When you have childbirth, there are two ways to go about with it – caesarean and standard delivery. The C-section is the surgical delivery of the child. It involves one incision on the mother’s abdomen and the other in the uterus. It has become a standard procedure for delivering babies across the world. C-section deliveries are usually avoided before 39 weeks of pregnancy. So, the child gets proper time to develop in the womb.
Sometimes, there are complications, and there is no way out then C-section surgery. So, why do they get done? Such surgeries take place when the traditional vaginal birth gets difficult, and when the mother or child is at risk. Sometimes, such delivered get planned, but they are performed when complications arise during labour.
Reasons for C-section delivery include –
- When the child has developmental conditions
- The child’s head is too big for the birth canal
- When there is a breech birth
- Pregnancy complications
- Mother’s health conditions such as high BP or unstable heart disease
- Mother has active genital herpes which gets transmitted to the baby
- Previous C-section delivery
- Problems with placenta
- Problems with umbilical cord
- Reduced oxygen supply to the baby
- Stalled labour
- When there is transverse labour
How to prepare for such surgeries?
If you and the doctor decide for C-section surgery, the doctor offers you a list of instructions about what you can do to lower the risk of complications and have a successful delivery. As with any pregnancy, prenatal appointments involve several check-ups. This includes blood tests and other such examinations for determining the health and possibility of caesarean.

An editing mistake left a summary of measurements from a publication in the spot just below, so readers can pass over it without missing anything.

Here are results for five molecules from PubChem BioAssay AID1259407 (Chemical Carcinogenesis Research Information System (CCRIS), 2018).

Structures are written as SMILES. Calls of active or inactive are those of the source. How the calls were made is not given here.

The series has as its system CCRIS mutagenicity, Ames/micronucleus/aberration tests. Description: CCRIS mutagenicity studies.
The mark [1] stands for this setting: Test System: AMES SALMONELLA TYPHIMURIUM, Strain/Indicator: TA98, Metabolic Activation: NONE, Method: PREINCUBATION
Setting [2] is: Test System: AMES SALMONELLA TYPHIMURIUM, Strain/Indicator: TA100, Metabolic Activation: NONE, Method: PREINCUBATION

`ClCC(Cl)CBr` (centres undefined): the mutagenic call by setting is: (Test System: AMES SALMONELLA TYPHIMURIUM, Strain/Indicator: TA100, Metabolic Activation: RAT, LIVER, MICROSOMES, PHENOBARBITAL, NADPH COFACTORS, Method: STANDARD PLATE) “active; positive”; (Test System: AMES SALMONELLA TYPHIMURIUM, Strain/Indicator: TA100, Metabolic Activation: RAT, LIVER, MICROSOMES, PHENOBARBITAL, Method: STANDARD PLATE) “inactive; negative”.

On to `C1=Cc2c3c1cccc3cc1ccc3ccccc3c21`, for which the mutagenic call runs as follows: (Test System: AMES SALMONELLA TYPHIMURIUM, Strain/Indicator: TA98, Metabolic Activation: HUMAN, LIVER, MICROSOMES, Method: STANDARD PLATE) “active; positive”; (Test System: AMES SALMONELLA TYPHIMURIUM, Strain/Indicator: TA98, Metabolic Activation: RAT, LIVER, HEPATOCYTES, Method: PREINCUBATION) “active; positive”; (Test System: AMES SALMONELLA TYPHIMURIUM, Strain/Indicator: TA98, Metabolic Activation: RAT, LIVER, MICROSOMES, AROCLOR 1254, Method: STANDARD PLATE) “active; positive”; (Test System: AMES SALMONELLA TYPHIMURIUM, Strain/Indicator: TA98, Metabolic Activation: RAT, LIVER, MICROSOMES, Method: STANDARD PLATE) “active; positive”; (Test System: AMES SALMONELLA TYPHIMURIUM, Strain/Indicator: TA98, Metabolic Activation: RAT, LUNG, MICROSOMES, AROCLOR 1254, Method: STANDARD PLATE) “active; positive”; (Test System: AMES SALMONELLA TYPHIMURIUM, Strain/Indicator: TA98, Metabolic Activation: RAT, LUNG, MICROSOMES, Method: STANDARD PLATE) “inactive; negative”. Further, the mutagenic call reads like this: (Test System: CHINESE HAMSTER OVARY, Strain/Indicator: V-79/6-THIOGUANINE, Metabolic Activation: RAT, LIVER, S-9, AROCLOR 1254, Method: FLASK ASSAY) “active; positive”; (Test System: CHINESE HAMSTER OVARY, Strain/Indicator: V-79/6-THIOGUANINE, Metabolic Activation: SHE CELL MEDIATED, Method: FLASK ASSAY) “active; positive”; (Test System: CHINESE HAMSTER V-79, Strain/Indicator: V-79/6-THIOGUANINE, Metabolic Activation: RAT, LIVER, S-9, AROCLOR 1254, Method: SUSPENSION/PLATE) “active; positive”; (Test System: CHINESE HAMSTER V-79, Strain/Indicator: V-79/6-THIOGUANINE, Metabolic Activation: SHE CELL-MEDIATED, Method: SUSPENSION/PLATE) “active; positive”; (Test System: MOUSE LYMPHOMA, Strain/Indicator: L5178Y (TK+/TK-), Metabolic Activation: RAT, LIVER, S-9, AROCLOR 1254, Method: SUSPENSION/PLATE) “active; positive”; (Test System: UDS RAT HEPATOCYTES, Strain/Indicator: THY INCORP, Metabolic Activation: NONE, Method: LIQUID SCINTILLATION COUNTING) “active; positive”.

The doctor checks your blood type if you need a blood transfusion. This, however, is not much of a hassle in C-section surgeries. Even if you do not plan to have this delivery, always remain prepared for the circumstance. At the prenatal appointments, check with the doctor, discuss the risk factors, and what you can do to lower them.
Make sure your questions get answered and that you understand what needs to get done if a C-section happens before the due date.
Since the caesarean deliveries take a longer time for recovery than regular deliveries, arranging to have an additional set of hands around the house helps. Not only do you recover from the surgery, but the new baby gets attention as well.
Post the surgery:
Once you complete the caesarean delivery, your newborn child and you stay in the hospital for at least three weeks. Immediately after the surgery, you remain on the IV. This enables for adjusted levels of painkillers to get delivered in your bloodstream while the anaesthesia wears off.
Your doctor encourages you to walk around as well. This helps to avoid blood clots and constipation. A nurse teaches you how to position your child for breastfeeding. So, this eliminates additional pain from C-section surgery.
Doctors provide some home care recommendations as well after the surgery and these typically involve –
- Correct posture for supporting your abdomen
- Drinking plenty of fluids for replacing those lost during the delivery
- Avoiding sex for four to six weeks
- Taking pain medications as and when needed
Seeking help if you experience postpartum depression such as significant mood swings or extreme fatigue